And, while Monopotassium Phosphate and Acesulfame Potassium may sound like harmless minerals—they are not. While the study results have been controversial, the latter substance has a dubious reputation as being linked to cancer. So PepsiCo gets another star for making the switch to potassium chloride.
But, organic Gatorade falls short when it comes to the amount of sugar found in each bottle. That's because every 16.9-ounce bottle contains a whopping 29 grams of sugar. No health expert or nutritionist could claim that this constitutes a safe amount of sugar because it is excessive, particularly for any beverage company that claims it is a healthy post-workout option for rehydration.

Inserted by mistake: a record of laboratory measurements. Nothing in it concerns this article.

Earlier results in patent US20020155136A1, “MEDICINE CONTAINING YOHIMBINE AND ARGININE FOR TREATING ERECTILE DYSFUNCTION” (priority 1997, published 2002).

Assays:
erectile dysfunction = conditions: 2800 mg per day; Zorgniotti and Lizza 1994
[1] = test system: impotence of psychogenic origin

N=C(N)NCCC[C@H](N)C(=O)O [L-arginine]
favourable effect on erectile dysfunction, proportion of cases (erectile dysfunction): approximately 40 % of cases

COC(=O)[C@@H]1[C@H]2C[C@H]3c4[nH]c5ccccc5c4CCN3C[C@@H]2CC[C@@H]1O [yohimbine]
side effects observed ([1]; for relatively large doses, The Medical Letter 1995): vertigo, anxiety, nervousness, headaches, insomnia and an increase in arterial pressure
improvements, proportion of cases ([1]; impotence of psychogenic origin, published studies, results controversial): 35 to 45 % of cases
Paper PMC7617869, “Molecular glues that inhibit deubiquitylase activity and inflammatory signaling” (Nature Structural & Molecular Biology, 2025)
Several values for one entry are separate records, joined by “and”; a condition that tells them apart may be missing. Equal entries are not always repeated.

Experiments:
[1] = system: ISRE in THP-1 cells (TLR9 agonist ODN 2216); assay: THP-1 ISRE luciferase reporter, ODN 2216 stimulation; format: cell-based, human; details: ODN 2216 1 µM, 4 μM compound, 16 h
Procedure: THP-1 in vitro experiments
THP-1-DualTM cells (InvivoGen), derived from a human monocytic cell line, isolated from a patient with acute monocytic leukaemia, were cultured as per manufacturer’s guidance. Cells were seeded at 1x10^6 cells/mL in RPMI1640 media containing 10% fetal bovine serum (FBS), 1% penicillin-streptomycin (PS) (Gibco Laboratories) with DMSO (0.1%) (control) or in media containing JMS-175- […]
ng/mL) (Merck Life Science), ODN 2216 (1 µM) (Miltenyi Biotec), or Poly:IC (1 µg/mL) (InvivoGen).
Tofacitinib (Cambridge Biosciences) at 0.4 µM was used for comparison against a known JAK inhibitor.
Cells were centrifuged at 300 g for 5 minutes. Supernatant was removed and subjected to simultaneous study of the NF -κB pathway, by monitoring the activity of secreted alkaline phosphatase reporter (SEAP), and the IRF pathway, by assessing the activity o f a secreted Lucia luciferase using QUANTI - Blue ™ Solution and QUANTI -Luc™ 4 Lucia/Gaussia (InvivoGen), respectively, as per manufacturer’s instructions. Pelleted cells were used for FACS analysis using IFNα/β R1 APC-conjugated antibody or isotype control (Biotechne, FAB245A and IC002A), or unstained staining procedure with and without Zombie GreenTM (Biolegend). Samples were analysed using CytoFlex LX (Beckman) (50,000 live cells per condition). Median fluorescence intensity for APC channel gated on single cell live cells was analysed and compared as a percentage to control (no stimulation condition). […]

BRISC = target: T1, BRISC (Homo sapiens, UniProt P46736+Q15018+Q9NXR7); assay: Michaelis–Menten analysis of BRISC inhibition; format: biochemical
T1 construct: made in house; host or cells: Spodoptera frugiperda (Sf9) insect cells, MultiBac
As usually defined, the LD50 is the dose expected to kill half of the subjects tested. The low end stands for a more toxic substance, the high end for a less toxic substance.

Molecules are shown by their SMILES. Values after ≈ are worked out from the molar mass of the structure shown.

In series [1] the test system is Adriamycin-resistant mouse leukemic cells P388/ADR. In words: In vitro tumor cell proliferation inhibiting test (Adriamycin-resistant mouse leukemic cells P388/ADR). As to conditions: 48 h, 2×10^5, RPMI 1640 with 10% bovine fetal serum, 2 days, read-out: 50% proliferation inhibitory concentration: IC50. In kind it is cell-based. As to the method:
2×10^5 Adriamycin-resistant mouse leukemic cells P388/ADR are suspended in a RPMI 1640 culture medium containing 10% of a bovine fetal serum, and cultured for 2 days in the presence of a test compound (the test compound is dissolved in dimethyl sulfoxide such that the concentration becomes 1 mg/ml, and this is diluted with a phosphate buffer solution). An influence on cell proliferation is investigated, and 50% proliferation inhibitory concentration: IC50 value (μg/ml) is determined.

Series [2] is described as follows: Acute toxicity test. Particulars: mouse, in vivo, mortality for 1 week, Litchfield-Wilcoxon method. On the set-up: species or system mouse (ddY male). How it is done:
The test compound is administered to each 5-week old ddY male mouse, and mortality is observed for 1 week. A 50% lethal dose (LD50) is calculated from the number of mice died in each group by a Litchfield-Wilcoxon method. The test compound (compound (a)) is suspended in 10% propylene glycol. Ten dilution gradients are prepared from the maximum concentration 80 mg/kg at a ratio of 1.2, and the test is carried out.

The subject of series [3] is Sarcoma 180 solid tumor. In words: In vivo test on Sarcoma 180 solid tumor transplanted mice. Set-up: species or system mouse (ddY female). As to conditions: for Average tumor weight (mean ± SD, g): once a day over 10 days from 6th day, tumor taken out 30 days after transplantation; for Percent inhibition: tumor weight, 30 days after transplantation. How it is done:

Is Sugar More Addictive Than Cocaine? https://t.co/MdUG8ZsVBq via @ecowatch— Mark Hyman, M.D. (@Mark Hyman, M.D.)1461946646.0
Out of a possible 5-star rating, I couldn't give organic Gatorade more than 3 stars due to its high amount of sugar. While there are definitely some improvements to the product over its predecessor, it's still not a healthy option and is best avoided.
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By Katherine Kornei
Clear-cutting a forest is relatively easy—just pick a tree and start chopping. But there are benefits to more sophisticated forest management. One technique—which involves repeatedly harvesting smaller trees every 30 or so years but leaving an upper story of larger trees for longer periods (60, 90, or 120 years)—ensures a steady supply of both firewood and construction timber.